Former economic policy minister Akira Amari, a long-time aide to Prime Minister Shinzo Abe, looked grim and sour facing reporters on Thursday at the ruling Liberal Democratic Party’s head office in Tokyo just after Abe’s re-election to a third term as party president.
Amari, who served as director-general of Abe’s campaign team for Thursday’s election, had been asked to comment on the results.
Abe comfortably beat former Defense Minister Shigeru Ishiba by a vote of 553 to 254, garnering 82 percent of the 402 valid ballots cast by the LDP’s lawmakers in the Diet, who cast half of the 810 votes in the election. But the other 405 ballots cast by the LDP’s 643,681 rank-and-file members nationwide painted a starkly different picture.
The prime minister barely won, receiving only 55.3 percent of the 405 votes distributed to the party’s regional members. Ishiba won 44.7 percent.
“The result was finely balanced. Both have saved face,” Amari said.
Amari pointed out that Abe won the race by a large margin and that Ishiba put up “a decent fight” despite earlier speculation he might suffer a crushing defeat.
While campaigning, Abe’s team was reportedly aiming to beat Ishiba by “an overwhelming margin” so he would never emerge again as a political threat. But that obviously failed, and Amari admitted that Ishiba will “maintain a voice” in the nation’s politics.
Ishiba appeared upbeat and enlivened during a joint media interview after the election. He even said he would be willing to run for the LDP presidency — and thus prime minister — when Abe’s term expires or if he steps down for some reason.
“No administration will continue forever, and the president has repeatedly said this will be his last term” as LDP president, Ishiba told reporters.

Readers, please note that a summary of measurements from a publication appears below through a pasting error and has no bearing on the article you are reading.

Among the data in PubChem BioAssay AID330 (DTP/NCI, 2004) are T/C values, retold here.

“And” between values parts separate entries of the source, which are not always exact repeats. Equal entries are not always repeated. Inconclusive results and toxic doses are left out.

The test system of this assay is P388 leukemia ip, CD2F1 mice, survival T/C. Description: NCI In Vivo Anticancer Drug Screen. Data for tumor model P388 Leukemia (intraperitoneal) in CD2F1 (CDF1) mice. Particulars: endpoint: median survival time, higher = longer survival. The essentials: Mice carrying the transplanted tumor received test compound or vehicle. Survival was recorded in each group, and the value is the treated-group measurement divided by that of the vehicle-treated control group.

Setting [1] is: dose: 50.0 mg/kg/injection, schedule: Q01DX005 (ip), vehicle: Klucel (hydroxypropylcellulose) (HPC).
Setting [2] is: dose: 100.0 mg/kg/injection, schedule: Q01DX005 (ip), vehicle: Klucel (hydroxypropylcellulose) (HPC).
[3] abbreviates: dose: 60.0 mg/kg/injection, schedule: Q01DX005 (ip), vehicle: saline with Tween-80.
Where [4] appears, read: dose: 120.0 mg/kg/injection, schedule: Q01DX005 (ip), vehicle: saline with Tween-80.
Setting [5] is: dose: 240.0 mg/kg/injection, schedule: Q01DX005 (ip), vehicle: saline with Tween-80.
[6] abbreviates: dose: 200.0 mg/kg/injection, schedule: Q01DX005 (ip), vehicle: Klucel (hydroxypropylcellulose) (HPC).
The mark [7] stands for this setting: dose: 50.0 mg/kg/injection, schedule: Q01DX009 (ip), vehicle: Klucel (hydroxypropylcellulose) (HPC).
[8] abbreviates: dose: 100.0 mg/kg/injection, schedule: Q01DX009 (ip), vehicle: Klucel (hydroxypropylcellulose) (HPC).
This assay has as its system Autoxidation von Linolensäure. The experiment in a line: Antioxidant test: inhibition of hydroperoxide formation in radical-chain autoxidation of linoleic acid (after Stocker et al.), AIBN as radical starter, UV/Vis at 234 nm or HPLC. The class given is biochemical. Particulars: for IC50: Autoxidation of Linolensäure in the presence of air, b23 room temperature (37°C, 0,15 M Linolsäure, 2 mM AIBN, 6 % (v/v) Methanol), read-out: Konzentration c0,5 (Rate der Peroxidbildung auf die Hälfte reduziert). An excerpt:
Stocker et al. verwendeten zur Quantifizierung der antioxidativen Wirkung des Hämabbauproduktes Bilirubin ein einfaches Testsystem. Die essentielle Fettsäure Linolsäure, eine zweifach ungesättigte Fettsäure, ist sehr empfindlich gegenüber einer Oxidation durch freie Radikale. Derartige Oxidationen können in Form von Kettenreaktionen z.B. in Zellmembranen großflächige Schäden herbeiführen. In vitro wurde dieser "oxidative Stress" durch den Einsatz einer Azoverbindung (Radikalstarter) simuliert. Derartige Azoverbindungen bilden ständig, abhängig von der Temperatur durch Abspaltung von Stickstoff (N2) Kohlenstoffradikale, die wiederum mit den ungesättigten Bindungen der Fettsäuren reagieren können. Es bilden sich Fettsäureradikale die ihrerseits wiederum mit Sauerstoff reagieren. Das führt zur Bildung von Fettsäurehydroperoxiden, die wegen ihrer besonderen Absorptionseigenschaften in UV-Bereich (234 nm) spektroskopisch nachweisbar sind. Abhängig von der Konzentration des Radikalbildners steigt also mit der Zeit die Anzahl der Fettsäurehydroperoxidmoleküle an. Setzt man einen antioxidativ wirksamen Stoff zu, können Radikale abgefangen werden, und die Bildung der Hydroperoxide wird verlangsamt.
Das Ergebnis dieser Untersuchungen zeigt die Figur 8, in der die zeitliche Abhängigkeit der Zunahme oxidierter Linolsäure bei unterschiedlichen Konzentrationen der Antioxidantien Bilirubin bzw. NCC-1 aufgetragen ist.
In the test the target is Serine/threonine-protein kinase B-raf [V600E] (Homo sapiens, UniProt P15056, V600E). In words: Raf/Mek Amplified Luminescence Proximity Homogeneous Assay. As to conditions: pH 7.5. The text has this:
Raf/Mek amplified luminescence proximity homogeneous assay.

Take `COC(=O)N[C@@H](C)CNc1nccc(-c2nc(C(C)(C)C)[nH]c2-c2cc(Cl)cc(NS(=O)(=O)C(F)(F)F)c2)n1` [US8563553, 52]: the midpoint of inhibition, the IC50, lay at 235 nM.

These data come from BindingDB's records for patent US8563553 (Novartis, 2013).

“As so many people have supported my policy proposals, I will make efforts to have them reflected in the next administration,” Ishiba said.
The results also revealed that Abe isn’t nearly as popular outside Tokyo as he is in the Diet.
“Voters in my region are now tired of Abe, as more than five years have passed (since he took power in December 2012.) Scandals involving (school operators) Moritomo Gakuen and Kake Gakuen are also big factors,” said a senior Upper House member who voted for Ishiba, referring to two separate cronyism scandals that have plagued Abe since last year.
The lawmaker, who represents a rural area, spoke on condition of anonymity.
“I think there is a big gap between people in my region and Nagatacho,” said the lawmaker, referring to the political district in Tokyo that hosts the Diet and the Prime Minister’s Office.
The leaders of five of the seven Diet factions backed Abe, prompting most of their members to vote for him. This is considered the critical factor that enabled Abe to win 329 of the 402 valid ballots cast by the Diet members.
But the power plays in Nagatacho did not appear to have much affect on the LDP’s frustrated members across the nation.
Most of the rank-and-file members are registered supporters of a certain Diet member. So these members usually ask them to vote for the same candidate he or she is supporting in the presidential race.
But this time around, things were different.
In Kanagawa Prefecture, for example, 19 of its 20 Diet members voted for Abe. But only 20,901 of the prefecture’s 34,272 rank-and-file members did the same. The rest voted for Ishiba, giving him 13,371 votes.
“If you simply calculate it, the tally (for the rank-and-file votes) could be something like 19 to 1. So I was surprised to see a tally of 20,000 to 13,000,” said Shinjiro Koizumi, the only national lawmaker in Kanagawa who voted for Ishiba.
In retrospect, Koizumi said he feels that ratio is “much closer to the voices I’ve heard in my area.”
The LDP’s executives argued that many local members voted for Ishiba because earlier media reports had all predicted Abe would beat him by a landslide.
“I think voters had a sense of balance. They tried to keep (Abe) in check because there were so many media reports predicting he would win an overwhelming victory,” LDP Secretary-General Toshihiro Nikai said during a news conference on Thursday.
But the strong support for Ishiba shown by the LDP’s rank and file has cast doubt on Abe’s ability to lead campaigns for the nationwide round of unified local elections next spring, as well as the Upper House election next summer.
“To fight for the Upper House election, we are trying to show voters (the LDP) has common sense,” said the Upper House member from a rural district.
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